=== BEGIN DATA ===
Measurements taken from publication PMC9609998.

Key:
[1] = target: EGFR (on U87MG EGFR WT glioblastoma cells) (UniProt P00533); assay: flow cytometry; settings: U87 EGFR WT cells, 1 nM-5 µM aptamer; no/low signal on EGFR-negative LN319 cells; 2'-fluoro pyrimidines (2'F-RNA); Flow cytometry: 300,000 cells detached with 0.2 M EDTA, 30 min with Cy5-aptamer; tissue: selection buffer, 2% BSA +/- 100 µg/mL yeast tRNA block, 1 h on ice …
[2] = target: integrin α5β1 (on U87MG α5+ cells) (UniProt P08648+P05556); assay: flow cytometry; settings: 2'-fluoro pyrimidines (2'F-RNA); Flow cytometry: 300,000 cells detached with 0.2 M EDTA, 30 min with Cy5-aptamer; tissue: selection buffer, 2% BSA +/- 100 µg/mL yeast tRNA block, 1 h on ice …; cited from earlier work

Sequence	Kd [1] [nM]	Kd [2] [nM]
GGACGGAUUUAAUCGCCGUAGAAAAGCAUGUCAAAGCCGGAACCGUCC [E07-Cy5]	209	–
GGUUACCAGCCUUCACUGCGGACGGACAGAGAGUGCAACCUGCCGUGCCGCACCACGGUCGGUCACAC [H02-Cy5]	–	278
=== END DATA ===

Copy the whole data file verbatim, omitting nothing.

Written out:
Measurements taken from publication PMC9609998.

Key:
[1] = target: EGFR (on U87MG EGFR WT glioblastoma cells) (UniProt P00533); assay: flow cytometry; settings: U87 EGFR WT cells, 1 nM-5 µM aptamer; no/low signal on EGFR-negative LN319 cells; 2'-fluoro pyrimidines (2'F-RNA); Flow cytometry: 300,000 cells detached with 0.2 M EDTA, 30 min with Cy5-aptamer; tissue: selection buffer, 2% BSA +/- 100 µg/mL yeast tRNA block, 1 h on ice …
[2] = target: integrin α5β1 (on U87MG α5+ cells) (UniProt P08648+P05556); assay: flow cytometry; settings: 2'-fluoro pyrimidines (2'F-RNA); Flow cytometry: 300,000 cells detached with 0.2 M EDTA, 30 min with Cy5-aptamer; tissue: selection buffer, 2% BSA +/- 100 µg/mL yeast tRNA block, 1 h on ice …; cited from earlier work

Sequence	Kd [1] [nM]	Kd [2] [nM]
GGACGGAUUUAAUCGCCGUAGAAAAGCAUGUCAAAGCCGGAACCGUCC [E07-Cy5]	209	–
GGUUACCAGCCUUCACUGCGGACGGACAGAGAGUGCAACCUGCCGUGCCGCACCACGGUCGGUCACAC [H02-Cy5]	–	278